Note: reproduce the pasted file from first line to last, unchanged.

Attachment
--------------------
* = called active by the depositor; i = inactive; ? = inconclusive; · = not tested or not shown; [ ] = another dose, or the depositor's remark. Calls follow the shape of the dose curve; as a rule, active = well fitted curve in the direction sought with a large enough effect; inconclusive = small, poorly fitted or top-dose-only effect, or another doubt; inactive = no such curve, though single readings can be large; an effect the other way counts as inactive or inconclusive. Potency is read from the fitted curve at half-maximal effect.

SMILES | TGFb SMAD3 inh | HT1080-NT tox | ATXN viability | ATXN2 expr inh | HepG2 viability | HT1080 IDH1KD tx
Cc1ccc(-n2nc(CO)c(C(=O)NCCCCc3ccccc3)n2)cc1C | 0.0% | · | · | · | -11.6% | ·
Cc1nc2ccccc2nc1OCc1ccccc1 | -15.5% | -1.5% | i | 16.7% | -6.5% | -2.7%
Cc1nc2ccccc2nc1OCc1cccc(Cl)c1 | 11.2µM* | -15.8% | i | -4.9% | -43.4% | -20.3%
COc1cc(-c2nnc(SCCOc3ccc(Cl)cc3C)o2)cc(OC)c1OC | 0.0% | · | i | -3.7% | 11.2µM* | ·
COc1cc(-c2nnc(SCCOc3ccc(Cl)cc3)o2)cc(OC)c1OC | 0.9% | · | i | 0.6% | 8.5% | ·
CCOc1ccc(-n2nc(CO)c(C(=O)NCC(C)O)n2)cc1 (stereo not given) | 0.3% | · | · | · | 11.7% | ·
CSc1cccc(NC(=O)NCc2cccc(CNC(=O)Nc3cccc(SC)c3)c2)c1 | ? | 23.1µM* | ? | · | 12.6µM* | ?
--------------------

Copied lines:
* = called active by the depositor; i = inactive; ? = inconclusive; · = not tested or not shown; [ ] = another dose, or the depositor's remark. Calls follow the shape of the dose curve; as a rule, active = well fitted curve in the direction sought with a large enough effect; inconclusive = small, poorly fitted or top-dose-only effect, or another doubt; inactive = no such curve, though single readings can be large; an effect the other way counts as inactive or inconclusive. Potency is read from the fitted curve at half-maximal effect.

SMILES | TGFb SMAD3 inh | HT1080-NT tox | ATXN viability | ATXN2 expr inh | HepG2 viability | HT1080 IDH1KD tx
Cc1ccc(-n2nc(CO)c(C(=O)NCCCCc3ccccc3)n2)cc1C | 0.0% | · | · | · | -11.6% | ·
Cc1nc2ccccc2nc1OCc1ccccc1 | -15.5% | -1.5% | i | 16.7% | -6.5% | -2.7%
Cc1nc2ccccc2nc1OCc1cccc(Cl)c1 | 11.2µM* | -15.8% | i | -4.9% | -43.4% | -20.3%
COc1cc(-c2nnc(SCCOc3ccc(Cl)cc3C)o2)cc(OC)c1OC | 0.0% | · | i | -3.7% | 11.2µM* | ·
COc1cc(-c2nnc(SCCOc3ccc(Cl)cc3)o2)cc(OC)c1OC | 0.9% | · | i | 0.6% | 8.5% | ·
CCOc1ccc(-n2nc(CO)c(C(=O)NCC(C)O)n2)cc1 (stereo not given) | 0.3% | · | · | · | 11.7% | ·
CSc1cccc(NC(=O)NCc2cccc(CNC(=O)Nc3cccc(SC)c3)c2)c1 | ? | 23.1µM* | ? | · | 12.6µM* | ?